Irish Potato Pudding

When a Sweet Potato Pie is a sweet, Potato Pie.  Using Irish or white potatoes.  One of the recipes, by Mary Randolph, states 1 pound of potato to 3 sticks of butter!

Monday, March 11, 2013

Feeding the Papal Conclave

The most striking images of a Papal Conclave - at least for food historians - are found in The Opera of Bartolomeo Scappi, 1570.  Close-ups of the hamper, credenza tub, carafe container and the 'ruota' dumbwaiter door. 

Monday, March 4, 2013

Liotard and a breakfast conversation

Jean-Etienne Liotards pictures, including an interesting one of a boy cutting a piece off a butter cone, highlight an interesting 1803 breakfast description.

Monday, February 25, 2013

Pictures on Pinterest

Last month I started making some Pinterest boards.   Most of the pictures so far are from my old postings, so I am using it as an pictorial index of the contents of my blog.  ...

Tuesday, February 19, 2013

Chocolate by Liotard

Jean-Etienne Liotard (1702-1789) did the famous watercolor "The Chocolate Girl" (La Belle Chocolatiere) c1744 which has been copied many times over the years. He also did some other interesting chocolate paintings with closeups of the details...

Monday, February 11, 2013

Valentine Hearts

A recipe for Chocolate Hearts is from the Baker's Chocolate booklet, 1913.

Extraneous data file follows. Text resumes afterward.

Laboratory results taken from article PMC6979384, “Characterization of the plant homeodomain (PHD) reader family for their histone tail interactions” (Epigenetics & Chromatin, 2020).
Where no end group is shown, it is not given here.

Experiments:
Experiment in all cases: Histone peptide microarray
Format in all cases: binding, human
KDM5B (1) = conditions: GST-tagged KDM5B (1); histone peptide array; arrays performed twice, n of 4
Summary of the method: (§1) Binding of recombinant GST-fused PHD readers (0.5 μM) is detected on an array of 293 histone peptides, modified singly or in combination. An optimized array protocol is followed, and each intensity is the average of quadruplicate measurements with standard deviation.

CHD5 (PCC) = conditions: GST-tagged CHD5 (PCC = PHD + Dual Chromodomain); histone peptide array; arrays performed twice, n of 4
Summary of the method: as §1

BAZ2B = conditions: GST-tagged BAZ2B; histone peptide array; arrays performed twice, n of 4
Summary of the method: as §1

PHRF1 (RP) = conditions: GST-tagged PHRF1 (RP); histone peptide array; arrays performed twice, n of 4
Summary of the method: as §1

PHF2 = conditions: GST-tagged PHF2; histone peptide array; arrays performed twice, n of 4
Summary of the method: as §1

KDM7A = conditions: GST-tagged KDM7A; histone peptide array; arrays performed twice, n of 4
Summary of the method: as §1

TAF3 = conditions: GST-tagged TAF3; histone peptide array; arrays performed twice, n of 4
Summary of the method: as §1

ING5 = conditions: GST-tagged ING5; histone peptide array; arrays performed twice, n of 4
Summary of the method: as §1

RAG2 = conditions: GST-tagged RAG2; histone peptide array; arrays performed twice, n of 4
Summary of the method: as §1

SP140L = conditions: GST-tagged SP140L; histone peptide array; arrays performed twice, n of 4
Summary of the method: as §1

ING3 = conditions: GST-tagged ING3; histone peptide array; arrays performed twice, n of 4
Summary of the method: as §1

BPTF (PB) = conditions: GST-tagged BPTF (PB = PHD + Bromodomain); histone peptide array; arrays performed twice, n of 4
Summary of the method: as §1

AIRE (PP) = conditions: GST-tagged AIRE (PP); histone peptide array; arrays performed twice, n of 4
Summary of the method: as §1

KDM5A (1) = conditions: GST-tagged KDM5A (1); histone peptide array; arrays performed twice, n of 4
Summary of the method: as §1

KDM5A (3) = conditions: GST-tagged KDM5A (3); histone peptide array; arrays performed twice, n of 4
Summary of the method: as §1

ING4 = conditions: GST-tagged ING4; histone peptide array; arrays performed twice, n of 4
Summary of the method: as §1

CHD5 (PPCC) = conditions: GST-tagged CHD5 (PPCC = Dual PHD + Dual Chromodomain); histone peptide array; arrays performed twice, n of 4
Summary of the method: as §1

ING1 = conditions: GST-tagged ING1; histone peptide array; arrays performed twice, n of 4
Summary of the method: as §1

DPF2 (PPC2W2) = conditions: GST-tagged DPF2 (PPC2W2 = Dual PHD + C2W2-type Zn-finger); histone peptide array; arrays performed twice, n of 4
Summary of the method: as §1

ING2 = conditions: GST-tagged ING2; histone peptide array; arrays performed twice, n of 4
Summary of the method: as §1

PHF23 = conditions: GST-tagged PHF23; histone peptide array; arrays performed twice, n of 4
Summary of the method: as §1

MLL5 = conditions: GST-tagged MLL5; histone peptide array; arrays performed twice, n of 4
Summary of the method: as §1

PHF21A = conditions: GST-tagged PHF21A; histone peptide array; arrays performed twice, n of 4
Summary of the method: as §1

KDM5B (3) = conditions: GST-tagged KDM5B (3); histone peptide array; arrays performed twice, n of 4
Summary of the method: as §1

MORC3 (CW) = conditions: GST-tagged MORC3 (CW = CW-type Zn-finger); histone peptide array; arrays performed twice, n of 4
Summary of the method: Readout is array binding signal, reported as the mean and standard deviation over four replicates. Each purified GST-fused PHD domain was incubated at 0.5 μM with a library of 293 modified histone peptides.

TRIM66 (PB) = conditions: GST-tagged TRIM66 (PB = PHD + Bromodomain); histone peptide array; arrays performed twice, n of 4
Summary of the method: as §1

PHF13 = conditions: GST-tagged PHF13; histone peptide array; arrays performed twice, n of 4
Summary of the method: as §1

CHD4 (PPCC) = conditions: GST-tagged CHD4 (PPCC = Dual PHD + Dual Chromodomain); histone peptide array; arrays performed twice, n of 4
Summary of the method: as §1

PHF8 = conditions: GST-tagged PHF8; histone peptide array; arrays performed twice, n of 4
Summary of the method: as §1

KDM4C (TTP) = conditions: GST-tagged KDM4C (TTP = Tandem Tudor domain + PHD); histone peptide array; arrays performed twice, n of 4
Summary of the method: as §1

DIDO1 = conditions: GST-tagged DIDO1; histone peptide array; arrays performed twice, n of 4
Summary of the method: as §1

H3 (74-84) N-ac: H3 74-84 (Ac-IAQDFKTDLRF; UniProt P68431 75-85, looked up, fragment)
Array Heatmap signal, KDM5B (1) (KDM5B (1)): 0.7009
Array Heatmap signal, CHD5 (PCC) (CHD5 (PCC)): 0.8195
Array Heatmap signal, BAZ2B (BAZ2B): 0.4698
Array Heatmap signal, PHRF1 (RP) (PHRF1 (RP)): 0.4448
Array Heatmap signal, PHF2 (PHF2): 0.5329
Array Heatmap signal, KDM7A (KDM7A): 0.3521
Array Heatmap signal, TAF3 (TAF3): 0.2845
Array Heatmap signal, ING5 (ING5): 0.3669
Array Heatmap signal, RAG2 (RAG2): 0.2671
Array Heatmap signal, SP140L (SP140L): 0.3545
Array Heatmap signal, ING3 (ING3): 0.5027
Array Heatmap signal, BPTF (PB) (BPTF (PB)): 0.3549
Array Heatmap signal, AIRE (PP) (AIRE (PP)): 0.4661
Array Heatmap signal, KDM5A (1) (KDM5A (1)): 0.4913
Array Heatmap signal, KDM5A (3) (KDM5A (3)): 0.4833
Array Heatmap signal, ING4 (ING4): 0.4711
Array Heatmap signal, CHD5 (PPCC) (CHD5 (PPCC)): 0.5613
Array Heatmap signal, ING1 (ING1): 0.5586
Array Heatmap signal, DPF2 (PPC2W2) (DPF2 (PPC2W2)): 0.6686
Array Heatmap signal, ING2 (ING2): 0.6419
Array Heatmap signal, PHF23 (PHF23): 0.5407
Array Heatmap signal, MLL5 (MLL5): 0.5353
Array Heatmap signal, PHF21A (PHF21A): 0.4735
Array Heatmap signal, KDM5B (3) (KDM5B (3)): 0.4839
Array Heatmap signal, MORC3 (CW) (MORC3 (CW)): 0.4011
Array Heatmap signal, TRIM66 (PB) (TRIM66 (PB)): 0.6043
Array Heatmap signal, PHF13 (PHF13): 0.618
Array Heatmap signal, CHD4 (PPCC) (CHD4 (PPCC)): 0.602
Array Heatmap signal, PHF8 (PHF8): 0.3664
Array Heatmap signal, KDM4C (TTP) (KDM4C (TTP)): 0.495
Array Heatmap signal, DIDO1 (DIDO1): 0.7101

Monday, February 4, 2013

The Art of Refining Sugar

7 great images showing the equipment being made and used to refine sugar from a french book, 1764.

Monday, January 28, 2013

Flour bin at Zoar

Zoar Village in Ohio has a gorgeous flour bin in their 1845 bakery.  The top lid was made from one large width of wood and was constructed by community members. 

Sunday, January 20, 2013

Charles Darwin and... rice??

Emma Darwin kept a small handwritten recipe book, and about fifty of her recipes with modern interpretations are in Mrs. Charles Darwin's Recipe Book which also contains a lengthy information section.   Several of the recipes had differences from others in contemporary cookbooks, such as almonds replacing chestnuts in the Nesselrode ice cream...

Wednesday, January 16, 2013


The tiny purple shells of the Cochineal (found on cactus - see last section of this post) was used as a dye.  The scale insects were generally dried in the sun or oven.  In food, it's pink/red/purple color enhanced jelly, marmalade, blanc mange as well as pickled Eggs, "Golden Pippins to look like Apricots," collared Beef,  icing (as described on the Christmas or Black Cake HERE ) and other foods.

Saturday, January 12, 2013

Saturday, January 5, 2013

Twelfth Night pranks

The beguiling display of elaborate cakes in the windows lured those walking by and waiting patrons too close to the window sills.

Mischievous boys would nail, NAIL the coat tails to the sills or pin adults coats together.. as many as "eight to ten persons." ...